Add the Tracking Configuration

There are three example tracking configurations in the tracker folder of the example path:

  • A simple credit card sized object
  • The VisionLib example car as states in the Unity Tutorial (UnitySDK Quick Start)
  • A A4 sized paper sheet

You can also create your own tracking configuration using our tracking configurator, or just by using a simple text editor.

For our example, just add the folder "Credit Card Tracker" to the project.

Add the License

You also need to add the license folder for the vlSDK to work.

The file configuration of your project view in Xcode should now look similar to this.


Be sure that you have tagged the Target Membership flags for both folders (license and tracker), so they will be included as resources in the resulting app.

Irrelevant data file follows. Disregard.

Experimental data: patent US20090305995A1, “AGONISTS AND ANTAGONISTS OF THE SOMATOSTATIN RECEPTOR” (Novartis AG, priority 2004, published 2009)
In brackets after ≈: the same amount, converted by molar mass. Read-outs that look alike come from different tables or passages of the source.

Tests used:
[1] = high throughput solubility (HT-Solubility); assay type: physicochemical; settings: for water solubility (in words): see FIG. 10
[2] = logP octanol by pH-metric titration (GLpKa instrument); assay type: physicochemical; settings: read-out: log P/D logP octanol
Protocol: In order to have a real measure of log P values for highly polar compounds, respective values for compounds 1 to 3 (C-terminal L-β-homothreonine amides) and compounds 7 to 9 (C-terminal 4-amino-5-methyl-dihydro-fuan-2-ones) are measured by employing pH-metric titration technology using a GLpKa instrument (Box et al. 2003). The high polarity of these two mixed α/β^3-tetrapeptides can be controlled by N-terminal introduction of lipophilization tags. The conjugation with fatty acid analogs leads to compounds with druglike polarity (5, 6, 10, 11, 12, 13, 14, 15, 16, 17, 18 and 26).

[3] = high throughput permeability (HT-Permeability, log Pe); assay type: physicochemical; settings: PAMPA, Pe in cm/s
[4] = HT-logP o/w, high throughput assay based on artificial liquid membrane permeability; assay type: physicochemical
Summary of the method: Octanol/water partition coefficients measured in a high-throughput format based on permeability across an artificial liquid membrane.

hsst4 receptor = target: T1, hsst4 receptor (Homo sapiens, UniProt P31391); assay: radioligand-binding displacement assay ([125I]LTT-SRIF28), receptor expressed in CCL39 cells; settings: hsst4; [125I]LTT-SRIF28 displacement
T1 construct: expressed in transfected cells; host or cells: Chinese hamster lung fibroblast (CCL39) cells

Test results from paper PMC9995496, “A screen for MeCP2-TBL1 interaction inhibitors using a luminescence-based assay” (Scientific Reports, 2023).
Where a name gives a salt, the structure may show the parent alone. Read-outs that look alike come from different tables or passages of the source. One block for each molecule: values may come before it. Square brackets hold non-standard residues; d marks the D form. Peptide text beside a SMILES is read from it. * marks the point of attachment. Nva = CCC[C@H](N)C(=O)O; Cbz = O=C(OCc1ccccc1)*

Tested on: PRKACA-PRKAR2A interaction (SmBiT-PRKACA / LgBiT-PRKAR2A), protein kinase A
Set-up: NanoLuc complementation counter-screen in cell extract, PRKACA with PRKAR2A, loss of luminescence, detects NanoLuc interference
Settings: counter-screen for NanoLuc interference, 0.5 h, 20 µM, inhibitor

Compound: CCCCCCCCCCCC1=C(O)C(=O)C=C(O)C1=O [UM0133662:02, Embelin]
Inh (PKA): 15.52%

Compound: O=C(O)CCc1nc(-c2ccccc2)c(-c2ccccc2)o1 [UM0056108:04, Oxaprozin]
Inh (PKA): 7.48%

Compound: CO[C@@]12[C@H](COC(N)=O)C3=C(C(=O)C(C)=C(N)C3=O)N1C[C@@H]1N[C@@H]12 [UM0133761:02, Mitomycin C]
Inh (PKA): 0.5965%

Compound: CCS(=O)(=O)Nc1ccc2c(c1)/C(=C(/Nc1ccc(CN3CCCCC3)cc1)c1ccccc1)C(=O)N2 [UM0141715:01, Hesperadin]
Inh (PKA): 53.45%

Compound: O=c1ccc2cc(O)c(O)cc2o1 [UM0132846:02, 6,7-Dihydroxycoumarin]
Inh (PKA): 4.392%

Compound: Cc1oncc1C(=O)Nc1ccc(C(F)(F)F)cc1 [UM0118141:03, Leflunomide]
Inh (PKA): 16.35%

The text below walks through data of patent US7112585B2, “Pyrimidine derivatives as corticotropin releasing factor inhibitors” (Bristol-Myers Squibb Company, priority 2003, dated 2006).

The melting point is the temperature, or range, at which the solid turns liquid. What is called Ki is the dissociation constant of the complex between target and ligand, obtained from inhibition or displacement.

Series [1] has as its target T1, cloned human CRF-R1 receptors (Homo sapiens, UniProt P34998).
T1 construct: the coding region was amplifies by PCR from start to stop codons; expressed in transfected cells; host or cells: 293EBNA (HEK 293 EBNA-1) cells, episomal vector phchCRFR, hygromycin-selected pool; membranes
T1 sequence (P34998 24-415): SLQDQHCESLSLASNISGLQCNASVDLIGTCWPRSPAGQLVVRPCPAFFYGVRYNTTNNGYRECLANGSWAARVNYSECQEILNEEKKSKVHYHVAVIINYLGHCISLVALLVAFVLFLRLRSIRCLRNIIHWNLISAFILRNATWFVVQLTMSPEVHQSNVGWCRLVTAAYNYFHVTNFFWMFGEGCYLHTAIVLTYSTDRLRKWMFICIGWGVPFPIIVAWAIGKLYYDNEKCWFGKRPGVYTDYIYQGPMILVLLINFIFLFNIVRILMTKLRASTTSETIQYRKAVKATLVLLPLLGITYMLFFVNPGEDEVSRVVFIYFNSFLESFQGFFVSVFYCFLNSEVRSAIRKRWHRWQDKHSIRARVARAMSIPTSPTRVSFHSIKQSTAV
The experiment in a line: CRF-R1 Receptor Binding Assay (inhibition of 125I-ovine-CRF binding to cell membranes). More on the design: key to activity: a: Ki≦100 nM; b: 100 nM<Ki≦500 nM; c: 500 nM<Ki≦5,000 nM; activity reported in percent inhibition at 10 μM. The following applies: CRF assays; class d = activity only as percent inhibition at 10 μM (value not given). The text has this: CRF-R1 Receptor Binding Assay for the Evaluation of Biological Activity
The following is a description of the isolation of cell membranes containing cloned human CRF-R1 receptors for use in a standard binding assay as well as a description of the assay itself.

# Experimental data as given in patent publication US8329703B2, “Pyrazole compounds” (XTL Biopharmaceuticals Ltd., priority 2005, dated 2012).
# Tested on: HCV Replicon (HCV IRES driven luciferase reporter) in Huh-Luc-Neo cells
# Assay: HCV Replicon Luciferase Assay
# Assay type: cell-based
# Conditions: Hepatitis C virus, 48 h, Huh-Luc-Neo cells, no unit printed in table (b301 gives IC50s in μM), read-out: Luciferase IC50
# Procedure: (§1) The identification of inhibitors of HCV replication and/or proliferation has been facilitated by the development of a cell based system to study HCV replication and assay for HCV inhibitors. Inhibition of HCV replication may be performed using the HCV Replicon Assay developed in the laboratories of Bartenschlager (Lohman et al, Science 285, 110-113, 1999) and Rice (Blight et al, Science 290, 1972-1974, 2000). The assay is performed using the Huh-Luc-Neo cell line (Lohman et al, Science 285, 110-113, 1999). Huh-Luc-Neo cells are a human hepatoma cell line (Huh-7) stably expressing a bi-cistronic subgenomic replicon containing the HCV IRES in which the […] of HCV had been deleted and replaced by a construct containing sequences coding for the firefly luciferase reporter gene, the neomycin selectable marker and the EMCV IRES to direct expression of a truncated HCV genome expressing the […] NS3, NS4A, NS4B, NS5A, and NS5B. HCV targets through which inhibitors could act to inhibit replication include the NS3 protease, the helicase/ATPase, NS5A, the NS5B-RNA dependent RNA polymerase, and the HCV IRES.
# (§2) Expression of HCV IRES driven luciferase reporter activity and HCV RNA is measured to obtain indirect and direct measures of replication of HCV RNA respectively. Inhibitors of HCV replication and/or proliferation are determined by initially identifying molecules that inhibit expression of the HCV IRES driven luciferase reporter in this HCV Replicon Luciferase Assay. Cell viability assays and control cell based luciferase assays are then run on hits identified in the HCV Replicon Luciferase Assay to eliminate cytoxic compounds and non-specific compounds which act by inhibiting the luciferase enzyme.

Let's add some Code

Open the main file GameViewController.h and add the following three lines:

#import <GLKit/GLKit.h>
@interface GameViewController : UIViewController <SCNSceneRendererDelegate, vlFrameListenerInterface>

Import the SDK and add a delegate interface to receive notifications from the renderer and the VisionLib SDK delegate interface.

Now switch to the GameViewController.m implementation and add the vlSDK variable:

@interface GameViewController(){
// Variable for VisionLib SDK Objective-C interface
vlSDK *visionLibSDK;

At the end of the viewDidLoad function add the following snippet:

// Add VisionLib initialization code
// Get the license file to be used.
NSString *licenseFile = [[NSBundle mainBundle] pathForResource:@ "license/license" ofType:@"xml"];
// Set the file uri of the configuration file